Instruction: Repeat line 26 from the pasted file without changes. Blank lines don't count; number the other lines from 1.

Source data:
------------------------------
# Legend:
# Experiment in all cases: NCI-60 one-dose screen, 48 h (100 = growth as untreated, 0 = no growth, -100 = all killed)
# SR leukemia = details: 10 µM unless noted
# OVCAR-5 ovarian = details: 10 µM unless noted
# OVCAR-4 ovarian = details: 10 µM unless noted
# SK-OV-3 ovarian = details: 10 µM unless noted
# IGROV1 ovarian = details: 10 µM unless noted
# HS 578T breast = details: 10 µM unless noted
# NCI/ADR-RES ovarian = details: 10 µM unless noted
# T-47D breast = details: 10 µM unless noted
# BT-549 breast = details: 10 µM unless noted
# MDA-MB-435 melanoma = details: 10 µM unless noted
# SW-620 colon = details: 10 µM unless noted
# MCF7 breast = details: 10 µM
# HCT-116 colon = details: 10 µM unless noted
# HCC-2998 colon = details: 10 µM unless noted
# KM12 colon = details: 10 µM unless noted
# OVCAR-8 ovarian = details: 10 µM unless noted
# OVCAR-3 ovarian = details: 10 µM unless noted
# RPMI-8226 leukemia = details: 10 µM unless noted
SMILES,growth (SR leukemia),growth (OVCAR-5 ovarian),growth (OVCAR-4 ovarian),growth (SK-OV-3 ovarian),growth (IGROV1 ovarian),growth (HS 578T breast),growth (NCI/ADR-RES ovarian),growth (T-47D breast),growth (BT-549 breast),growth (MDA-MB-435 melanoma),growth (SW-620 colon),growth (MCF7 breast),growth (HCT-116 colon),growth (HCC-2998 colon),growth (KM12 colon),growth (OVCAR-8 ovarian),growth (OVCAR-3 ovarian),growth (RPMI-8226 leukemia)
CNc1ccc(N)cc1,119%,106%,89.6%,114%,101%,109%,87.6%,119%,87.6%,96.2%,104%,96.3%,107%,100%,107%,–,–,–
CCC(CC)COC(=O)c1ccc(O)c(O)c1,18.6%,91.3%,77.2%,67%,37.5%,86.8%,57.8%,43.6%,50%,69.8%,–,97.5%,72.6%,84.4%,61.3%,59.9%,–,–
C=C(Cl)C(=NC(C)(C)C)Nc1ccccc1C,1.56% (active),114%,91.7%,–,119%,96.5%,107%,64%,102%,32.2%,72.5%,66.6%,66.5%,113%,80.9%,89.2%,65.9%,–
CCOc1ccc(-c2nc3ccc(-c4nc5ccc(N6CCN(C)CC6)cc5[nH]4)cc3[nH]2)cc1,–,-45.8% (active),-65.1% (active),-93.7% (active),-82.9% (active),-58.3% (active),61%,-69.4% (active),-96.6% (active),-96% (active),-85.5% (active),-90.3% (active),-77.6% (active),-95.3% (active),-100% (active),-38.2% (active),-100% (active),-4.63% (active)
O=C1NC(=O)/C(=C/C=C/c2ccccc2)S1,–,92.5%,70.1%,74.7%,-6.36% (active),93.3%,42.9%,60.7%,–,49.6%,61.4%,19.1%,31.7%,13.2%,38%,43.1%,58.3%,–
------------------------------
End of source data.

O=C1NC(=O)/C(=C/C=C/c2ccccc2)S1,–,92.5%,70.1%,74.7%,-6.36% (active),93.3%,42.9%,60.7%,–,49.6%,61.4%,19.1%,31.7%,13.2%,38%,43.1%,58.3%,–